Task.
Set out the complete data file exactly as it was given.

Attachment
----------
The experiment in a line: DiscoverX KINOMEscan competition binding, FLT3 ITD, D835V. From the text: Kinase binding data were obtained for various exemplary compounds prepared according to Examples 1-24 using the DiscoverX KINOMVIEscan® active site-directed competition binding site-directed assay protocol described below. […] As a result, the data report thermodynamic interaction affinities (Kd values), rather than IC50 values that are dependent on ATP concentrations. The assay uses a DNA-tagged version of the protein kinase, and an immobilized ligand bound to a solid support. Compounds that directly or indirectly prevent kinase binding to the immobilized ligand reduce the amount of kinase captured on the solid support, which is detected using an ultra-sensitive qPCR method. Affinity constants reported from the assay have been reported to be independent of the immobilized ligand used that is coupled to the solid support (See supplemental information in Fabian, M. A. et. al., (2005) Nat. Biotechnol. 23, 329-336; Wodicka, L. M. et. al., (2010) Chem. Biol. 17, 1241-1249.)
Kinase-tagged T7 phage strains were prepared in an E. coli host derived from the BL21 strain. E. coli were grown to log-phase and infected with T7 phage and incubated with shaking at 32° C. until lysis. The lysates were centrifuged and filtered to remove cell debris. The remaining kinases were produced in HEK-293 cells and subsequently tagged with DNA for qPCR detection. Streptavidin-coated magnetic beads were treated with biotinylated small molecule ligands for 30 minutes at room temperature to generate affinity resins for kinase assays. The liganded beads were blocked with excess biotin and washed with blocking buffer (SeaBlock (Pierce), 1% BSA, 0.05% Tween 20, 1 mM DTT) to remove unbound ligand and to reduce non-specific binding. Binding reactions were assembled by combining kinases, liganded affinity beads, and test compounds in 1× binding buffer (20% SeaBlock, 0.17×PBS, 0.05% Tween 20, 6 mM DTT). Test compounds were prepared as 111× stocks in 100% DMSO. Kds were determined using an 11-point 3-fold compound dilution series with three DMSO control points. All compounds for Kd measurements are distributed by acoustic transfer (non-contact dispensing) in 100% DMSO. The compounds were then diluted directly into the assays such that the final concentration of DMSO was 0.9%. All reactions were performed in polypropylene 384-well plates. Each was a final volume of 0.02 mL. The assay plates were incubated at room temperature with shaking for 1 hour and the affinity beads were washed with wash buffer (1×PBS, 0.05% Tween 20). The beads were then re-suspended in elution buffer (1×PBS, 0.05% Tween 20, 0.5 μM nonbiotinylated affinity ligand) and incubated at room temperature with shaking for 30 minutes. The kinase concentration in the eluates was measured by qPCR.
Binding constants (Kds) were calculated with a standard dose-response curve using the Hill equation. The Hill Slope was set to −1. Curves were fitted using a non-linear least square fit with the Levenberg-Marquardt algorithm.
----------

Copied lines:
The experiment in a line: DiscoverX KINOMEscan competition binding, FLT3 ITD, D835V. From the text: Kinase binding data were obtained for various exemplary compounds prepared according to Examples 1-24 using the DiscoverX KINOMVIEscan® active site-directed competition binding site-directed assay protocol described below. […] As a result, the data report thermodynamic interaction affinities (Kd values), rather than IC50 values that are dependent on ATP concentrations. The assay uses a DNA-tagged version of the protein kinase, and an immobilized ligand bound to a solid support. Compounds that directly or indirectly prevent kinase binding to the immobilized ligand reduce the amount of kinase captured on the solid support, which is detected using an ultra-sensitive qPCR method. Affinity constants reported from the assay have been reported to be independent of the immobilized ligand used that is coupled to the solid support (See supplemental information in Fabian, M. A. et. al., (2005) Nat. Biotechnol. 23, 329-336; Wodicka, L. M. et. al., (2010) Chem. Biol. 17, 1241-1249.)
Kinase-tagged T7 phage strains were prepared in an E. coli host derived from the BL21 strain. E. coli were grown to log-phase and infected with T7 phage and incubated with shaking at 32° C. until lysis. The lysates were centrifuged and filtered to remove cell debris. The remaining kinases were produced in HEK-293 cells and subsequently tagged with DNA for qPCR detection. Streptavidin-coated magnetic beads were treated with biotinylated small molecule ligands for 30 minutes at room temperature to generate affinity resins for kinase assays. The liganded beads were blocked with excess biotin and washed with blocking buffer (SeaBlock (Pierce), 1% BSA, 0.05% Tween 20, 1 mM DTT) to remove unbound ligand and to reduce non-specific binding. Binding reactions were assembled by combining kinases, liganded affinity beads, and test compounds in 1× binding buffer (20% SeaBlock, 0.17×PBS, 0.05% Tween 20, 6 mM DTT). Test compounds were prepared as 111× stocks in 100% DMSO. Kds were determined using an 11-point 3-fold compound dilution series with three DMSO control points. All compounds for Kd measurements are distributed by acoustic transfer (non-contact dispensing) in 100% DMSO. The compounds were then diluted directly into the assays such that the final concentration of DMSO was 0.9%. All reactions were performed in polypropylene 384-well plates. Each was a final volume of 0.02 mL. The assay plates were incubated at room temperature with shaking for 1 hour and the affinity beads were washed with wash buffer (1×PBS, 0.05% Tween 20). The beads were then re-suspended in elution buffer (1×PBS, 0.05% Tween 20, 0.5 μM nonbiotinylated affinity ligand) and incubated at room temperature with shaking for 30 minutes. The kinase concentration in the eluates was measured by qPCR.
Binding constants (Kds) were calculated with a standard dose-response curve using the Hill equation. The Hill Slope was set to −1. Curves were fitted using a non-linear least square fit with the Levenberg-Marquardt algorithm.